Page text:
Mystery Science Theater 3000: Volume XXIII

  • Reviewed by: Tim Salmons
  • Review Date: Aug 03, 2015
  • Format: DVD
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Mystery Science Theater 3000: Volume XXIII

Director

Various

Release Date(s)

Various (March 27, 2012)

Studio(s)

Shout! Factory
  • Film/Program Grade: B+
  • Video Grade: B-
  • Audio Grade: B-
  • Extras Grade: B+
  • Overall Grade: B+

Mystery Science Theater 3000: Volume XXIII (DVD)

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Review

WE’VE GOT MOVIE SIGN!!!

Here we are again with Mystery Science Theater 3000 and Shout! Factory’s Volume XXIV DVD set. These boxed sets are released tri-annually with some nice extras and better quality episodes than what you might find floating around online or on bootlegs. The price is kind of steep, but if you’re a fan of the show, you know that these sets are definitely worth picking up.

I’ve gone into a good amount of detail about MST3K and my love for it in my review of the movie, so I won’t bother getting into that. We’ll keep things short and sweet and just cover the set itself. With this release, you get the following four episodes: King Dinosaur (Season 2, Episode 10), The Castle of Fu Manchu (Season 3, Episode 23), Code Name: Diamond Head (Season 6, Episode 8), and Last of the Wild Horses (Season 6, Episode 11).

The episodes in these boxed sets usually feature two hosted by Joel and two hosted by Mike, which is a good balance. The quality of each episode varies, with some episodes being better than others. Bert I. Gordon strikes again with King Dinosaur (a collaboration with producer Robert L. Lippert), a less than stellar space travel movie with prehistoric disappointment. The Castle of Fu Manchu is another entry in the Fu Manchu series that argues the question ’Are there far too few movies in this franchise?’ No, there are not. Code Name: Diamond Head is a less than shiny TV pilot from producer Quinn Martin about espionage on the sunny beaches of Hawaii. And Robert L. Lippert returns once again for Last of the Wild Horses, a bottom-of-the-barrel western that is deserving of MST3K treatment just as much as the other episodes included in this set.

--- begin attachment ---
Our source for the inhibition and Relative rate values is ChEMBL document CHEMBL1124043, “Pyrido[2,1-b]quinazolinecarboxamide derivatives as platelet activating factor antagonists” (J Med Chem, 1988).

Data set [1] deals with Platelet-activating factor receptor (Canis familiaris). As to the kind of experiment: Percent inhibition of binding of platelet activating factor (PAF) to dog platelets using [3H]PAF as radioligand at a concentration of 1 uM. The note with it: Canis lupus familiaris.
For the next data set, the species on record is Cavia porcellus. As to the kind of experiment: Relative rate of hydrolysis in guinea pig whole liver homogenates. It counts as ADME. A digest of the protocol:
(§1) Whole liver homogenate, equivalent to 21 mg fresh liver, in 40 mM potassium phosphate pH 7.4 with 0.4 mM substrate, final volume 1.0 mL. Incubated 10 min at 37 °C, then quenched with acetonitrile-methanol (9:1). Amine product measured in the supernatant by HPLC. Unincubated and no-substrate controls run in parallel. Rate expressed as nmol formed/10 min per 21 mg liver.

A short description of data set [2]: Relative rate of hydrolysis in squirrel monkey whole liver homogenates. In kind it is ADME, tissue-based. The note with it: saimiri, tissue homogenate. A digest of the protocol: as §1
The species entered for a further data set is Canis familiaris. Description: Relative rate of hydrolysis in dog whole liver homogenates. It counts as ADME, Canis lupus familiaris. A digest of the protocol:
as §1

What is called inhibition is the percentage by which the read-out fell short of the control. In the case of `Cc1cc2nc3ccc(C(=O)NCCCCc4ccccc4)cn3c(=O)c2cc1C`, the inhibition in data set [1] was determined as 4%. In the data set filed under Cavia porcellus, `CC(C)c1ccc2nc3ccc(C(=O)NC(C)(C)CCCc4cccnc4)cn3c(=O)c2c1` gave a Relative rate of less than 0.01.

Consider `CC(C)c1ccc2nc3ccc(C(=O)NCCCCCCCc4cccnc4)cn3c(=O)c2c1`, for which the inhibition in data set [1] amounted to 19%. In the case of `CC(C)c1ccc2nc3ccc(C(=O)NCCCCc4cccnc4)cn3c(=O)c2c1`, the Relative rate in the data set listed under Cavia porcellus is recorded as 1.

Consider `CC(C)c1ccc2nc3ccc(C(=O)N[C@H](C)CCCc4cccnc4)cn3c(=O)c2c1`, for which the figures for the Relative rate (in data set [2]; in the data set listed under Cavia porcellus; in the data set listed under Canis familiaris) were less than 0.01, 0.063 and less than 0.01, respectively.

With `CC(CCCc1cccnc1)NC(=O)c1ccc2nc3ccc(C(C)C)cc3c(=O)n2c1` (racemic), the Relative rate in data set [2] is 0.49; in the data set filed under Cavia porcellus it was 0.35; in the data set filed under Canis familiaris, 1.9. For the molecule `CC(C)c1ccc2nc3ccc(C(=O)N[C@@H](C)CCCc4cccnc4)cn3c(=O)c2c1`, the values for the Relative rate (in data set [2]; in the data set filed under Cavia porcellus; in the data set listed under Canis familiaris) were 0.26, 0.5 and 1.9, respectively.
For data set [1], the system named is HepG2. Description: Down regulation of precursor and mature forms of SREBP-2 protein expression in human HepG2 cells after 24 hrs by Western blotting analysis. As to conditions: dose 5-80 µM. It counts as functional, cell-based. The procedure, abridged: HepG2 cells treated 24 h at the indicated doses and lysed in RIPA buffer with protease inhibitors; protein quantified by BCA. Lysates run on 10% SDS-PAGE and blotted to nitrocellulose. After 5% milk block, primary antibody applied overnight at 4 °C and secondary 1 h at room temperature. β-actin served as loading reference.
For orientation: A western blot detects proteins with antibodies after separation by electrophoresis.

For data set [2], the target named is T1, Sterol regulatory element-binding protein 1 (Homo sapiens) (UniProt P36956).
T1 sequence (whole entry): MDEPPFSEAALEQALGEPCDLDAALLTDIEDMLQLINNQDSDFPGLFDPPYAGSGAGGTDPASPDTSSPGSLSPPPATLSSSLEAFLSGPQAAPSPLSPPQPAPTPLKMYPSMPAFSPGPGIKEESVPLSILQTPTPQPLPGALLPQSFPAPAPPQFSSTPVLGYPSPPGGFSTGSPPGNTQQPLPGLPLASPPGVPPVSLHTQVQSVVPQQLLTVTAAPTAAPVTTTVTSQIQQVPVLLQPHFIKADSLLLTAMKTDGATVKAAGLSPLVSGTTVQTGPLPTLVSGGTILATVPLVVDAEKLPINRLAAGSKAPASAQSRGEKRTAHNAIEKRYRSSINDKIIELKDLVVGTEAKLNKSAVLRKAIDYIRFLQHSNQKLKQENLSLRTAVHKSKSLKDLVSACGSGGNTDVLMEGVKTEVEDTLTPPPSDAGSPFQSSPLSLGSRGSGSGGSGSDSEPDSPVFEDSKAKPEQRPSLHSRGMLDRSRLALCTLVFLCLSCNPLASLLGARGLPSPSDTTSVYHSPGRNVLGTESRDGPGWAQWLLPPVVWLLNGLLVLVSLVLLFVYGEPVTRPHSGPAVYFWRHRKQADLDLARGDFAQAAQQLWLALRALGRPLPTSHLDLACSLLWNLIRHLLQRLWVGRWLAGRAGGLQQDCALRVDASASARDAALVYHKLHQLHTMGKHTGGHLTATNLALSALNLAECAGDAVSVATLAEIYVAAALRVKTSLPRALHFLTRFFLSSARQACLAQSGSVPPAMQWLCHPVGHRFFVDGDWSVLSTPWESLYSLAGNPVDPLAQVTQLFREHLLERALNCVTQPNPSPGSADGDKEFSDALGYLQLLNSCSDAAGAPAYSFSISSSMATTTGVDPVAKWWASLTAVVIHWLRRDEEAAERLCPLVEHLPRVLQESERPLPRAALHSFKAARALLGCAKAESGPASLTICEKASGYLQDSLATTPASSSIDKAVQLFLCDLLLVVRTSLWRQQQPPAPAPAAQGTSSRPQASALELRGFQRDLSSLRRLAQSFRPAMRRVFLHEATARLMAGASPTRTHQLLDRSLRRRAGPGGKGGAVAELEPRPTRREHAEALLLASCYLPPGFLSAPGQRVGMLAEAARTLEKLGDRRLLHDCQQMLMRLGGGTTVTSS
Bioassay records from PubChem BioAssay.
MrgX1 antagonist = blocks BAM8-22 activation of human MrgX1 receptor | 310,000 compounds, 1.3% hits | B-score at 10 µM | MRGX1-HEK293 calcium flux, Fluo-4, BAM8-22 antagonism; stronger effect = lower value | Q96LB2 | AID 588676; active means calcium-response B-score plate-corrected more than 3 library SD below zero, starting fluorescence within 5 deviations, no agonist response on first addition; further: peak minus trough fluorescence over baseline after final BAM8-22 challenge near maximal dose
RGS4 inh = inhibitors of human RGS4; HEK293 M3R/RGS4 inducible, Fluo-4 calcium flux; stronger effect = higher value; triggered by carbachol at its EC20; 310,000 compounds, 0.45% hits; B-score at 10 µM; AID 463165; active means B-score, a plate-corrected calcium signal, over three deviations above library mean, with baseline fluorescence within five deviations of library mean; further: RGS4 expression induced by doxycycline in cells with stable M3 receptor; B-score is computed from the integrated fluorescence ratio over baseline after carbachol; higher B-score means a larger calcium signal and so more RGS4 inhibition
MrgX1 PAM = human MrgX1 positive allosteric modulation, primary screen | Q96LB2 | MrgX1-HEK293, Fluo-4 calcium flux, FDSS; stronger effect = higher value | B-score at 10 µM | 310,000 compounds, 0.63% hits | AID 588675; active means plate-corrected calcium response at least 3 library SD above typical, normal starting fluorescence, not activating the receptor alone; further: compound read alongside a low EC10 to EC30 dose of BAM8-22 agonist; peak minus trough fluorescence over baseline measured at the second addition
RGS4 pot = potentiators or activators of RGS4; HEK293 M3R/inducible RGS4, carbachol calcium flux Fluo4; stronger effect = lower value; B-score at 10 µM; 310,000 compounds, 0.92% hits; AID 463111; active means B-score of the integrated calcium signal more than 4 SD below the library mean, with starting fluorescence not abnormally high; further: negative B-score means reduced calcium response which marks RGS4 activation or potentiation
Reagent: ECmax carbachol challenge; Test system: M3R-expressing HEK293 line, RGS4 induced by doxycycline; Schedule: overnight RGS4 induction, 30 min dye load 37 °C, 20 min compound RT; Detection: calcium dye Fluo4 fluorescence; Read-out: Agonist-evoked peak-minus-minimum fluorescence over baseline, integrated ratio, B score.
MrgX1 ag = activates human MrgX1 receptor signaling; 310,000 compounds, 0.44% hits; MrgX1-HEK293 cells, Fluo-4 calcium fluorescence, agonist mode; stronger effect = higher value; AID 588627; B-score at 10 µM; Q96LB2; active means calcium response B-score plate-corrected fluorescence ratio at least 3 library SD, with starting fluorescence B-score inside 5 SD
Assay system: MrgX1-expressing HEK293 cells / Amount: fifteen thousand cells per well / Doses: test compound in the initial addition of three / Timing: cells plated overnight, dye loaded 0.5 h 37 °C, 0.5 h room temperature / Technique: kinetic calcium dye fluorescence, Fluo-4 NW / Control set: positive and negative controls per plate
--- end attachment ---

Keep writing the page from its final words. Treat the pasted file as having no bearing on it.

As far as image and sound quality, everything is sourced from the original master tapes, which were on video. The episodes look generally good, especially in the latter years of the show, with an occasional minor green band or video-source anomaly here or there. Unfortunately, there are no subtitles. Short of Shout! Factory putting some extra money into producing these sets in high definition, these are definitely a major step up from circulating bootlegs of the show.

As for the extras, you get a few from disc to disc, most of them newly-produced just for this set. For King Dinosaur, you get The Incredible Mr. Lippert documentary, as well as the movie’s theatrical trailer. For The Castle of Fu Manchu, you get an introduction by Frank Conniff, the DarkStar: Robots Don’t Get Sag Cards featurette about DarkStar: The Interactive Movie, and the movie’s theatrical trailer. For Code Name: Diamond Head, you get two featurettes: Code Name: Quinn Martin and Life After MST3K: Kevin Murphy. For Last of the Wild Horses, you get a set of vintage MST3K promos. Also included (as is standard with all of the MST3K boxed sets) are 4 paper insert reproductions of the artwork from each DVD in the set.

All in all, this is another solid boxed set release of MST3K goodness from the fine folks at Shout! Factory. If you’re a fan, you’ll definitely want to pick it up. Now push the button, Frank.

- Tim Salmons

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